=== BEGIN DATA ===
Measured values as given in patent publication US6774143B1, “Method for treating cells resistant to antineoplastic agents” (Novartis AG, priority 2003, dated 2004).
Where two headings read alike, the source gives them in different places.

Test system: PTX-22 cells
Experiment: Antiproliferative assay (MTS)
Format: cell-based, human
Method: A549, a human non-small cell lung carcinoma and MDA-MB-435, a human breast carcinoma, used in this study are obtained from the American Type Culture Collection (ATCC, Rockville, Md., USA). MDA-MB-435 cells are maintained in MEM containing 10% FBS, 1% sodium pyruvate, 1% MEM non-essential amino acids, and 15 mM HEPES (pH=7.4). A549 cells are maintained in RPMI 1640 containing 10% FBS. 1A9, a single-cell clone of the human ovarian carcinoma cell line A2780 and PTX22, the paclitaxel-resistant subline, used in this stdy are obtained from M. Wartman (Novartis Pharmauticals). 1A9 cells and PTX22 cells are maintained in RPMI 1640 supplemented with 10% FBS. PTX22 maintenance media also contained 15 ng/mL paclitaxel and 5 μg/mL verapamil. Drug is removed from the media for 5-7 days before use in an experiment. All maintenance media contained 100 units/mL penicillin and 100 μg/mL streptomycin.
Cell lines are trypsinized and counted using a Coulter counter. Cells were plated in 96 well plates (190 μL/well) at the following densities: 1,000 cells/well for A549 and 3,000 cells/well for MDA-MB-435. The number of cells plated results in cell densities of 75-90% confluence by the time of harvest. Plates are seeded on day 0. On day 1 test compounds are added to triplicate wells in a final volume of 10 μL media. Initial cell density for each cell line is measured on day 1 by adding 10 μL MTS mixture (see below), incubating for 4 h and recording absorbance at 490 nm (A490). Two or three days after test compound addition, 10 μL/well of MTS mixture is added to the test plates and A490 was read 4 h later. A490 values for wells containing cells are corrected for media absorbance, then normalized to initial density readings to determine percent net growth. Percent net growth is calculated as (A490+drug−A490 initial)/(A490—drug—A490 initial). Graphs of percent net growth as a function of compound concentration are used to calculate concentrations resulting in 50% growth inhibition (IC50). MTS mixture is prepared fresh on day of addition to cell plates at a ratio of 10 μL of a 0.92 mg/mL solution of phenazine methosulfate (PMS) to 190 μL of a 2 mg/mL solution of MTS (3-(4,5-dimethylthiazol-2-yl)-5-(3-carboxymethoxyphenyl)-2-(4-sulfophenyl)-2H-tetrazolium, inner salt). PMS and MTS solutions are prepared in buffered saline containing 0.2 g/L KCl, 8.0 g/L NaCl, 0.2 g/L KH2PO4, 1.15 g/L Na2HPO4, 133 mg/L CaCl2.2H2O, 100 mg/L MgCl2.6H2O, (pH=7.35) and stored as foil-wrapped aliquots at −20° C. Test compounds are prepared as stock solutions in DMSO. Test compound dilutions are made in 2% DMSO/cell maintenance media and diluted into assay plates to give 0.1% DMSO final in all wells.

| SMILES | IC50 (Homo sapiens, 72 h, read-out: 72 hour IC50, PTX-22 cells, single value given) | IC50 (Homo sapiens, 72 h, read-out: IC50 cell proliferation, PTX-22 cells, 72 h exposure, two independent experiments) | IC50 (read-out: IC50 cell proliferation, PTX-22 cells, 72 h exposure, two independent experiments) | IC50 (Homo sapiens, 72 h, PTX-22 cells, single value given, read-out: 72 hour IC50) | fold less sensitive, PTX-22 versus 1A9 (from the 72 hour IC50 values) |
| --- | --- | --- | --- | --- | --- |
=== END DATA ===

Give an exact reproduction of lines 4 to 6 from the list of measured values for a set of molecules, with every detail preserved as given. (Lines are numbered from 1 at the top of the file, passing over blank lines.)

Experiment: Antiproliferative assay (MTS)
Format: cell-based, human
Method: A549, a human non-small cell lung carcinoma and MDA-MB-435, a human breast carcinoma, used in this study are obtained from the American Type Culture Collection (ATCC, Rockville, Md., USA). MDA-MB-435 cells are maintained in MEM containing 10% FBS, 1% sodium pyruvate, 1% MEM non-essential amino acids, and 15 mM HEPES (pH=7.4). A549 cells are maintained in RPMI 1640 containing 10% FBS. 1A9, a single-cell clone of the human ovarian carcinoma cell line A2780 and PTX22, the paclitaxel-resistant subline, used in this stdy are obtained from M. Wartman (Novartis Pharmauticals). 1A9 cells and PTX22 cells are maintained in RPMI 1640 supplemented with 10% FBS. PTX22 maintenance media also contained 15 ng/mL paclitaxel and 5 μg/mL verapamil. Drug is removed from the media for 5-7 days before use in an experiment. All maintenance media contained 100 units/mL penicillin and 100 μg/mL streptomycin.